"The sense of community that is have created among the group of Sontag researchers is truly extraordinary. After every Mid-Winter Retreat, I am newly inspired by the collegiality and collaborative interactions that have developed over the years. Together, we will make important things happen."

- Dr. Daniel A. Lim

View CV

Academic Appointments

  • Associate Professor of Neurosurgery, UCSF
  • Director of Restorative Neurosurgery, UCSF
  • Staff Neurosurgeon, San Francisco VA Medical Center

About DSA-Funded Research

To be malignant, a brain tumor glioma cell needs to express certain genes while repressing others. How do these glioma cells "remember" this abnormal gene expression pattern as they divide, migrate, and divide again? Cancer is conventionally believed to be caused by DNA mutations, however it is increasingly evident that cancer is also driven by epigenetics – heritable patterns of gene expression that are not mediated by DNA mutations in the genome. A current focus of epigenetics is chromatin, which is the structure of DNA wound around chromosomal proteins. This DNA-protein structure is very dynamic, and specific molecular machines – chromatin remodeling factors – catalyze heritable changes that determine whether a gene is expressed or not. I have discovered that one such chromatin remodeling factor, Mixed lineage leukemia-1 (Mll1), helps normal neural stem cells "remember" how to make neurons. There are many similarities between normal neural stem cells and the cancer stem cells found in gliomas. Intriguingly, preliminary data from my lab indicate that Mll1 is critical for tumor growth in a gliomas model system known to harbor cancer stem cells. This proposal investigates how gliomas use Mll1 to "remember" their malignant characteristics. A detailed understanding of how these tumor cells epigenetically maintain their robust cell survival, sustained proliferation, and invasive migration should allow us to interfere with this process, making glioma cells "forget" that they are cancer and revert to an essentially harmless cell type.

Accolades

"I have known Dan for more than 12 years and can assure you that he is one of the most brilliant neuro-scientist-molecular biologists I have ever met. He is extraordinarily smart and resourceful. I am truly impressed by Dan's intuition, knowledge, experimental abilities, teaching and writing skills and most of all his commitment to combine basic research and medicine."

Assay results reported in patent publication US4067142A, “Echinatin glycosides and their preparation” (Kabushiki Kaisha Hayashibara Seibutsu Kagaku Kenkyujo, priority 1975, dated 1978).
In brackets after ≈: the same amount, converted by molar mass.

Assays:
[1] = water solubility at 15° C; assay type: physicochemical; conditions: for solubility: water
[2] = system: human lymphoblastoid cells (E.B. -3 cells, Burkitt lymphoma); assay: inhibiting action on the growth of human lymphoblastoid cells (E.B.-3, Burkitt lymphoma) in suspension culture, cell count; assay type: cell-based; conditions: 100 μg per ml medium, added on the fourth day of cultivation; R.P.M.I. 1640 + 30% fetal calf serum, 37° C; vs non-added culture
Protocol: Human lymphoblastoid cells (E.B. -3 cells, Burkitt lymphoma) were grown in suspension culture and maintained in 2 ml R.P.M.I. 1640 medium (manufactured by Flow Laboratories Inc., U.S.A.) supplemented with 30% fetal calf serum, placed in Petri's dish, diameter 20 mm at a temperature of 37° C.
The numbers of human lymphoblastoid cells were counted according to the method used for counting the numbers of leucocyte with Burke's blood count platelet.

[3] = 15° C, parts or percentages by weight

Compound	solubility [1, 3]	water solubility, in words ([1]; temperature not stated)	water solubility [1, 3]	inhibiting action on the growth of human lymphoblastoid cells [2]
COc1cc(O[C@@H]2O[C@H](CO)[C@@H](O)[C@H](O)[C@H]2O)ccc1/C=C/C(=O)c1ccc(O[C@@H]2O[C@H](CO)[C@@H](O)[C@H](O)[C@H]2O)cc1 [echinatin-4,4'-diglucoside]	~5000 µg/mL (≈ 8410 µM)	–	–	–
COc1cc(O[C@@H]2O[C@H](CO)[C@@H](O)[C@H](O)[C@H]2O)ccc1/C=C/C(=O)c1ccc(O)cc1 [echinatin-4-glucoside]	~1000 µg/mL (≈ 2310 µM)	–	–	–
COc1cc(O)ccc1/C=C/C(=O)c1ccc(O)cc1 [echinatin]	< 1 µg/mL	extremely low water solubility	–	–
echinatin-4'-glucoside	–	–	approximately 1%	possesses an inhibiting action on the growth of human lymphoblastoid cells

Arturo Alvarez-Buylla, Ph.D.
University of California, San Francisco

"Dan has all of the qualities that are needed to make for a stellar career in science. He is incredibly hard driving, analytical and is his own hardest critic. I'd be bold enough to venture a guess that very few neurosurgeons have Dan's keen ability to exploit and understand modern Molecular Biology and Biochemical methods."

Michael Botchan, Ph.D.
University of California, Berkeley

Publications

  • Ramos AD, Diaz A, Nellore A, Delgado RN, Park KY, Gonzales-Roybal G, Oldham MC, Song JS, Lim DA, (2013). Integration of genome-wide approaches identifies lncRNAs of adult neural stem cells and their progeny in vivo, Cell Stem Cell, 12(5): 616-28.
  • Hwang WW, Salinas RD, Siu JJ, Kelley KW, Delgado RN, Paredes MF, Alvarez-Buylla A, Oldham, MC, Lim DA, (2014). Distinct and separable roles for EZH2 in neurogenic astroglia, eLIFE, May 27;3:e02439
  • Park DH, Sung JH, Salinas RD, Liu SJ, Sun SW, Sgualdino J, Testa G, Matzuk MM, Iwamori N, Lim DA, (2014). Activation of neuronal gene expression by the JMJD3 demethylase is required for adult subventricular zone neurogenesis, Cell Rep., 8(5): 1290-9
  • Price JD, Park KY, Chen J, Salinas RD, Cho MJ, Kriegstein A, Lim DA, (2014). The Ink4a/ARF locus is a barrier to neuronal transdifferentiation, J Neurosci., 34(37): 12560-7.
Back to Recipients